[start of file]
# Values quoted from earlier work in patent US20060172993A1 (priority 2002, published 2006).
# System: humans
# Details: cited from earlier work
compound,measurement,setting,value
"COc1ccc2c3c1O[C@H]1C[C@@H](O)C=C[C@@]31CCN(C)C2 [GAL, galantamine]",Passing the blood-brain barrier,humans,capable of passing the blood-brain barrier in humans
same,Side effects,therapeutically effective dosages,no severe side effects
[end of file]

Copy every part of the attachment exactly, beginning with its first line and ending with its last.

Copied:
# Values quoted from earlier work in patent US20060172993A1 (priority 2002, published 2006).
# System: humans
# Details: cited from earlier work
compound,measurement,setting,value
"COc1ccc2c3c1O[C@H]1C[C@@H](O)C=C[C@@]31CCN(C)C2 [GAL, galantamine]",Passing the blood-brain barrier,humans,capable of passing the blood-brain barrier in humans
same,Side effects,therapeutically effective dosages,no severe side effects